Fire on ice

7-24-01, 3:00 p.m.

This is the first installment of defensive captain Takeo Spikes' twice-a-week diary for Bengals.com during training camp.

GEORGETOWN, Ky. _ I've got this book by Bill Russell now. It's called "Eleven Lessons on Leadership," and I'm reading it every night before I go to sleep.

Like I said the other day, you can lead the horse to the trough but you can't make him drink. This year, I'm going to make him drink. It's a great book. I'm just getting into it now.

During the May camp, I watched tape of last year's division games and wrote down all my mistakes. When I got down here, I taped it up in my locker because that's my whole objective.

I was a little nervous before I stepped on the field for the first time. I missed the first practice (Saturday) because I was with my father (Jim Spikes is fighting cancer) back home in Sandersville, Ga., and everytime I stop thinking about football for a second, I think about what's going on back home.

I think I was a little nervous because of what I'd been through, but the jitters

left during practice.

I called him after that first practice to tell him I was all right and he never says much except, "Just go ahead and do your thing. I'm back here holding it down." When the season starts, I'll probably do what I did with Brian (Simmons) last year and write his initials on the tape around my arms and wrist.

Coach (Dick) LeBeau is running a tougher camp. The control and tempo is much faster. They were telling me we probably did as much as we did with Bruce Coslet with even more plays and still got off the field sooner even after conditioning.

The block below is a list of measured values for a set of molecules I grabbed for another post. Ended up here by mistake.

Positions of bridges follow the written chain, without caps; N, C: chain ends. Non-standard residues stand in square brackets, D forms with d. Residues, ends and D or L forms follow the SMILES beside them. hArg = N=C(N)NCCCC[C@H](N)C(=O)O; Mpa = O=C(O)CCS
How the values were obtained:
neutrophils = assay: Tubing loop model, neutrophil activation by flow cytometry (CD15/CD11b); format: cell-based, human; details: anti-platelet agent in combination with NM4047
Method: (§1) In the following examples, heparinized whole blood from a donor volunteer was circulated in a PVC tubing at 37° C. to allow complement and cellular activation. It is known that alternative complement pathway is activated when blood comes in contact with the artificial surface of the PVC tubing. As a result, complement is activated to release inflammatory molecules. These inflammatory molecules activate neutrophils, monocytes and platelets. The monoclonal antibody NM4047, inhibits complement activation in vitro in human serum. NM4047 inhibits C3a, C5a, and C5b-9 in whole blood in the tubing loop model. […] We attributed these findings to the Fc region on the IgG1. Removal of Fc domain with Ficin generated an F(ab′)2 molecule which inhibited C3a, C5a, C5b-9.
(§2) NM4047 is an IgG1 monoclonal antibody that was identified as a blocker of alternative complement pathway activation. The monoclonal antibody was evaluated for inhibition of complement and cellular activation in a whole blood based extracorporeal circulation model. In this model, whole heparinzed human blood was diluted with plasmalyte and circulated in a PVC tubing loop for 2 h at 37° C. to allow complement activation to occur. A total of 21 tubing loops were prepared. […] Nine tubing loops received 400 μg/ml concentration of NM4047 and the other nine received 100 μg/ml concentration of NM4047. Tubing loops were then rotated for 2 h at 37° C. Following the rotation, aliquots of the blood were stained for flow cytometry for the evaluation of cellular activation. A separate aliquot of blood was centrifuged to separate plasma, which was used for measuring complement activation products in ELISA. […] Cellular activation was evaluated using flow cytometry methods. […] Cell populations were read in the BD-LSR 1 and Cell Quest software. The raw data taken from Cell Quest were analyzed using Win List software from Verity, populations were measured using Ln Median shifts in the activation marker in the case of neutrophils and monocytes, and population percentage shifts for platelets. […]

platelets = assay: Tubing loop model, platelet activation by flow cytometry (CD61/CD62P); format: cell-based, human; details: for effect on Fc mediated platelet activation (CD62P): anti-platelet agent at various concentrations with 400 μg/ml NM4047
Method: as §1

The defensive meetings are a little different because Mark Duffner is also the defensive coordinator instead of just our linebackers coach. He's not saying as much this year and the reason why is he has so many other things to worry about. Plus, most of the linebackers are in their fourth year and he doesn't have to say too much to us.

One time in the film on a pass, Duff says to me, "You can take that ball right there, pick it off, and run all the way back to Washington County." That's where I'm from. He keeps it exciting.

In training camp, I like to stay on the field after practice to work on something I messed up so I feel comfortable. (On Monday), it was my zone drop. Two other linebackers, Steve Foley and Adrian Ross, stayed out there to help me.

In the practice, they completed a pass to the back in the flat and it's just all about getting your head around on a swivel where you can see the quarterback and the receiver. I got caught looking at the receiver and the ball was caught.

I dread the long days. As you get older, your body can't take the long wear and tear. I remember stepping on this field for the first time when I was 21. Now I'm 24 and it's totally different.

I used to go out there and didn't have to damn stretch and I'd go the first three days without even getting any ice. Now I do that stuff before and after practice

Now, I feel like I've got to have ice on it just to calm me down before it even gets started up. I always used to see guys when I first got in like that and I'd say, "They're sorry. They're hurt."

Now I understand. They're little nagging things. But if you don't get on it, it's going to turn into something worse.

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